Richard Smith will retire from his duties as CEO and chair of Equifax, effective immediately.
In a statement made today (26 September), beleaguered credit-reporting firm Equifax announced the departure of CEO and chair Richard Smith.
Board member Mark Feidler is to serve as non-executive chair, while the interim CEO was named as Paulino do Rego Barros Jr, who most recently held the title of Asia Pacific president of Equifax and has worked for the company for seven years.
Feidler stated that Equifax is still focused on the aftermath of the massive data breach that inflicted severe reputational damage on the company.
“The board remains deeply concerned about, and totally focused on, the cybersecurity incident. We are working intensely to support consumers and make the necessary changes to minimise the risk that something like this happens again.
“Speaking for everyone on the board, I sincerely apologise. We have formed a special committee of the board to focus on the issues arising from the incident and to ensure that all appropriate actions are taken.”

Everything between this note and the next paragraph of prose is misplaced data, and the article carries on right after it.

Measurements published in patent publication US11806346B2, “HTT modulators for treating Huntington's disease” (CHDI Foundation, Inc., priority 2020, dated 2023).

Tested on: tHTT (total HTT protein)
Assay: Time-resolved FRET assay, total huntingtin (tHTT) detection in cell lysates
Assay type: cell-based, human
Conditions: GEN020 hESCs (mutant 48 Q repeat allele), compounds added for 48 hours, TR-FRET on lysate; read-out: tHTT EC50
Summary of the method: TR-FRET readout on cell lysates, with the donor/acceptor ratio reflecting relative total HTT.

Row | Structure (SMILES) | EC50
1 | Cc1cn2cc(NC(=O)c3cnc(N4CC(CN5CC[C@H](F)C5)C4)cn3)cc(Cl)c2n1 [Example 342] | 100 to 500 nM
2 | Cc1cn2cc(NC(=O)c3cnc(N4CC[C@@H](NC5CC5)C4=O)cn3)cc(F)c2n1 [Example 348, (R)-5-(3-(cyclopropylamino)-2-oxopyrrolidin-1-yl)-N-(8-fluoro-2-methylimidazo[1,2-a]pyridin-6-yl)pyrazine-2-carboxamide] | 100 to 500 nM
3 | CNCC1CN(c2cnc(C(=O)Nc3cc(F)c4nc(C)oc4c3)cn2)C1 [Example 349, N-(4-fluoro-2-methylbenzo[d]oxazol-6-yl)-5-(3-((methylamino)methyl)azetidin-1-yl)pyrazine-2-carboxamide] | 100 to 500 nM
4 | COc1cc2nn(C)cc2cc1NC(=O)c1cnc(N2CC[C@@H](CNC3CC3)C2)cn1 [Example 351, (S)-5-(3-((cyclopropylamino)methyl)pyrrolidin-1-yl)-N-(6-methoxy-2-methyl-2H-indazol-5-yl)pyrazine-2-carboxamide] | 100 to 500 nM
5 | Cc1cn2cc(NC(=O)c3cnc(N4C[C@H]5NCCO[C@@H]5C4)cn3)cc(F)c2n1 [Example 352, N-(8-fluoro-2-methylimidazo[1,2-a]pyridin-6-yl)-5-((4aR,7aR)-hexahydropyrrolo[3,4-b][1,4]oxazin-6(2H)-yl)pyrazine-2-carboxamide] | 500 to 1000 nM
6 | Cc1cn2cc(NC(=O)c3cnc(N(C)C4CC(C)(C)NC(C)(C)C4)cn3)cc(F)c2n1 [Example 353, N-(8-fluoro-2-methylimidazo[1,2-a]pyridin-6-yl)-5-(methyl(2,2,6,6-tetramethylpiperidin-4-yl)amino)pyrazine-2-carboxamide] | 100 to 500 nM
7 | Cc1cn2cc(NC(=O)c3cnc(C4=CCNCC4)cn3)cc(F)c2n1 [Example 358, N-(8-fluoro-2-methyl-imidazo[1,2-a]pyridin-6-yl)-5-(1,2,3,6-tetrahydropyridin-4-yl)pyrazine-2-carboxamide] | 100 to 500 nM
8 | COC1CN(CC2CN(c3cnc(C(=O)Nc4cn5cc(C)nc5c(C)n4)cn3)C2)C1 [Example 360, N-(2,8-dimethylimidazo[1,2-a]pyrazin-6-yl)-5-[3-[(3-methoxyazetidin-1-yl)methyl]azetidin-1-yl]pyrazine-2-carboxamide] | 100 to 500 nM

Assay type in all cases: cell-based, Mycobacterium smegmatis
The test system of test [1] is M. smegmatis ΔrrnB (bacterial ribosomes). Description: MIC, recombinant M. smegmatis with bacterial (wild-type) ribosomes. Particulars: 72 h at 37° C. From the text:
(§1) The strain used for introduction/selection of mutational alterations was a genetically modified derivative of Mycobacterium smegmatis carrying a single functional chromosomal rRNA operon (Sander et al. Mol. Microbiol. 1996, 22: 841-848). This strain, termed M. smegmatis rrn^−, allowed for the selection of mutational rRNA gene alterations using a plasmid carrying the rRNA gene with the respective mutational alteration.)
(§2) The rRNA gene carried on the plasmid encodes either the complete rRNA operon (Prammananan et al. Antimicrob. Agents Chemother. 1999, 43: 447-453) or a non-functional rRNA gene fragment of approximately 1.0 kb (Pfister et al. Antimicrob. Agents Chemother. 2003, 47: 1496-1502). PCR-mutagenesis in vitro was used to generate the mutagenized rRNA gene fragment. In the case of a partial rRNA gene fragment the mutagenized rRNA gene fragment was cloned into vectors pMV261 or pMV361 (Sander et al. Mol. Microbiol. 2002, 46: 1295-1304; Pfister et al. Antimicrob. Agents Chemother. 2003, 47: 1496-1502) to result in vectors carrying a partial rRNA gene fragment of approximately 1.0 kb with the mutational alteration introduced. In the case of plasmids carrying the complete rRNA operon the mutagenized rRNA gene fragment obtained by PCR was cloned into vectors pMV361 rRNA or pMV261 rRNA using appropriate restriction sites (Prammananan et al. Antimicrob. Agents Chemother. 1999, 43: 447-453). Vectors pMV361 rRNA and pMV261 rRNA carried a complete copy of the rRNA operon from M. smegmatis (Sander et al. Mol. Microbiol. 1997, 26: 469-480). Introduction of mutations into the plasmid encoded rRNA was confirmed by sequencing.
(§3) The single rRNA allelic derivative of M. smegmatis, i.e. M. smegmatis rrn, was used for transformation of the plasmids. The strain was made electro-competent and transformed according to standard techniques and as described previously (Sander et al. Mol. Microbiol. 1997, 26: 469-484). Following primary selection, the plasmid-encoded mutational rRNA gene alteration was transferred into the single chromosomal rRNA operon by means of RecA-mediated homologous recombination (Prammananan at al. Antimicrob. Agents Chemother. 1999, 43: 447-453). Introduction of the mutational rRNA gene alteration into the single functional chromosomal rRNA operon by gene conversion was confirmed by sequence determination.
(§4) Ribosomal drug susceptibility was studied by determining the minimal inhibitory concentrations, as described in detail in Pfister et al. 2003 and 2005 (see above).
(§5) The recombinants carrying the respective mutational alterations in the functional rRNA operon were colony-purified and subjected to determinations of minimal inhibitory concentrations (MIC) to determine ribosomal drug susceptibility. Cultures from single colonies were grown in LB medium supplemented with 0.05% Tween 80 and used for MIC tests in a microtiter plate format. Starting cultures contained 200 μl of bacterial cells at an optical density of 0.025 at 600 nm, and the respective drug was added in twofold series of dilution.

Smith himself said: “Serving as CEO of Equifax has been an honour, and I’m indebted to the 10,000 Equifax employees who have dedicated their lives to making this a better company.
“The cybersecurity incident has affected millions of consumers, and I have been completely dedicated to making this right. At this critical juncture, I believe it is in the best interests of the company to have new leadership to move the company forward.”
The personal information of as many as 143m customers was exposed in the breach that was made public in September. The fallout led to the resignation of two other major Equifax executives on 14 September.
Smith had been the chair of the company since 2005 and, according to The New York Times, he will not receive a bonus this year and will act as an unpaid consultant for up to 90 days following today’s announcement.